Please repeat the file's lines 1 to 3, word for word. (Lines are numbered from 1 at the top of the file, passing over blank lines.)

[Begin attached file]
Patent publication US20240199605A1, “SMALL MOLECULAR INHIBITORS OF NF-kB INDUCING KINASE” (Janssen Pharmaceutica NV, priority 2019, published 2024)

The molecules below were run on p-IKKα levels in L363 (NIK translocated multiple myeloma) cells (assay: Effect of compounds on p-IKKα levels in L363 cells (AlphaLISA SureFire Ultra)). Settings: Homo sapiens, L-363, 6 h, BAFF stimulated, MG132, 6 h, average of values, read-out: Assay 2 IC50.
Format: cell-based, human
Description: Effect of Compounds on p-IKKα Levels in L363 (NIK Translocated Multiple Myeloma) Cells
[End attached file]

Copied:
Patent publication US20240199605A1, “SMALL MOLECULAR INHIBITORS OF NF-kB INDUCING KINASE” (Janssen Pharmaceutica NV, priority 2019, published 2024)

The molecules below were run on p-IKKα levels in L363 (NIK translocated multiple myeloma) cells (assay: Effect of compounds on p-IKKα levels in L363 cells (AlphaLISA SureFire Ultra)). Settings: Homo sapiens, L-363, 6 h, BAFF stimulated, MG132, 6 h, average of values, read-out: Assay 2 IC50.
Format: cell-based, human